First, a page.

One year old US Navy Warship is Disintegrating because of a massive design flaw that is causing electrolysis

In 2011, the Navy discovered “aggressive” corrosion around Independence‘s engines. The problem is so bad that the barely year-old ship will have to be laid up in a San Diego drydock so workers can replace whole chunks of her hull.

The 418-foot-long warship is dissolving due to one whopper of a design flaw. There are technical terms for this kind of disintegration. Austal USA, Independence‘s Alabama-based builder, calls it “galvanic corrosion.” Civilian scientists know it as “electrolysis.” It’s what occurs when “two dissimilar metals, after being in electrical contact with one another, corrode at different rates,” Austal explained in a statement.

“That suggests to me the metal is completely gone, not rusted,” naval analyst Raymond Pritchett wrote of Independence‘s problem.

In 2013, the 2011 problems were fixed. There is a bill would to prohibit spending any money for “construction or advanced procurement of materials” for LCS 25 and LCS 26. But Littoral Combat Ships 5 through 12 are still under construction, while ships 13-16 are “in pre-production phase.” LCS 17-24 are still awaiting Congressional authorization.

McCain opened fire on the “over budget, behind schedule, deficient” Littoral Combat Ship, quoting the Government Accountability Office’s recent report calling for a “pause” in the program. (Interestingly, GAO largely backed off that recommendation in a subsequent hearing). Did she favor such a pause?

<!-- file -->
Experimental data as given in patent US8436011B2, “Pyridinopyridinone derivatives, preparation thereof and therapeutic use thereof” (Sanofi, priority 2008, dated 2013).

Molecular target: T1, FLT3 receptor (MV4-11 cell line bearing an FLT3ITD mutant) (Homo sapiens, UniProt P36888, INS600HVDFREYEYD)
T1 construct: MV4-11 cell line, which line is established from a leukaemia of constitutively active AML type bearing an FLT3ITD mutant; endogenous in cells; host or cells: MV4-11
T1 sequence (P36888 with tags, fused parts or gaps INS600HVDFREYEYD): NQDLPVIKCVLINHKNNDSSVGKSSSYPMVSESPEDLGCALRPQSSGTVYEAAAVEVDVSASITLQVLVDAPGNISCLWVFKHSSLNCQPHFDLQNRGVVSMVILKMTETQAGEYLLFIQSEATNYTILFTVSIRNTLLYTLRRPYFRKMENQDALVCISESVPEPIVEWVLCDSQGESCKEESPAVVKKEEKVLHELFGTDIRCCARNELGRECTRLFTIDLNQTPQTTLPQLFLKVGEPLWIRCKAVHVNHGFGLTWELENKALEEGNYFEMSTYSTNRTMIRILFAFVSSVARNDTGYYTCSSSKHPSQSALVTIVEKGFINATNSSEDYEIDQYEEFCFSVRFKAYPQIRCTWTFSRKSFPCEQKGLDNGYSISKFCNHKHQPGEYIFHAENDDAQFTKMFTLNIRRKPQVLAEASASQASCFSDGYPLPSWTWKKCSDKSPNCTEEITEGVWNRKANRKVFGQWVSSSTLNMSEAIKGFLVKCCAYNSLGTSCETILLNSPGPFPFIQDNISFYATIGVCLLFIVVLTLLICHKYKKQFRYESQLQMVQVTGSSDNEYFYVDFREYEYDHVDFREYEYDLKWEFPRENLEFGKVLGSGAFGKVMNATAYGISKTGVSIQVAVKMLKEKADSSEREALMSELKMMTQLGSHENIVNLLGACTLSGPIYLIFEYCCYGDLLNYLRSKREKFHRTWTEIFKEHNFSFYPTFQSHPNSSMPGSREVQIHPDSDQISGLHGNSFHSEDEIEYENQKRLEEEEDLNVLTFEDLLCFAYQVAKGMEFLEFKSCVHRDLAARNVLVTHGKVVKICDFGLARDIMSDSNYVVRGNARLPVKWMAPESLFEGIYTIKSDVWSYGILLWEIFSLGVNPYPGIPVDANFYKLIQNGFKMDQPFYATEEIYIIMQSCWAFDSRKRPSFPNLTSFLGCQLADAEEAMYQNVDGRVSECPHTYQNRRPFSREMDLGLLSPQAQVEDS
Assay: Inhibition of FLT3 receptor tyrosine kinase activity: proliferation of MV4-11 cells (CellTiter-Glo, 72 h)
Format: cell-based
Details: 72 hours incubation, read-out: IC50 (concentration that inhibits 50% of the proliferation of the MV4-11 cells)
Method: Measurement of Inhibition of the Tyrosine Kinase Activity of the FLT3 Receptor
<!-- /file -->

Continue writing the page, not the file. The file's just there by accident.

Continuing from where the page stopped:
When Rooney tried a diplomatic answer, McCain stomped again: “I hope you will answer the question, and that is, do you believe a pause is needed as recommended by the GAO?”

Rooney’s polite reply boiled down to “No”: Slowing down production at this point, she said, when the price per ship has come down dramatically, will just send costs spiking upwards again.

The Navy won’t have finished key tests of LCS’s much-disputed battleworthiness, such as “full ship shock trials,” until 2016. By that point, the nation will have paid for all 24 ships already under contract, and the Navy will be about to issue a second multi-ship “block buy” for more, heading towards a planned fleet of 52.

Meanwhile, of the three planned “mission modules” — essentially plug-and-play packages of equipment that turn an LCS into a minesweeper, a sub-hunter, or a small craft killed — the first, most complex, and most critical is the mine-warfare package, whose initial, limited-capability version won’t even begin operational testing until 2014, by which date the Navy will already have bought four of them. Before the full-up mine-clearing module completes testing in 2018, the Navy will have bought at least 13.

From the Navy’s point of view, Independence and the other Littoral Combat Ships are unique. As in, uniquely cheap. Each vessel is supposed to cost just $400 million, compared to more than a billion bucks for a larger, all-steel Arleigh Burke-class destroyer.

Lots of things — major weapons, for one — have been left off the LCS in order to keep the price down. The list of deleted items includes something called a “Cathodic Protection System,” which is designed to prevent electrolysis.

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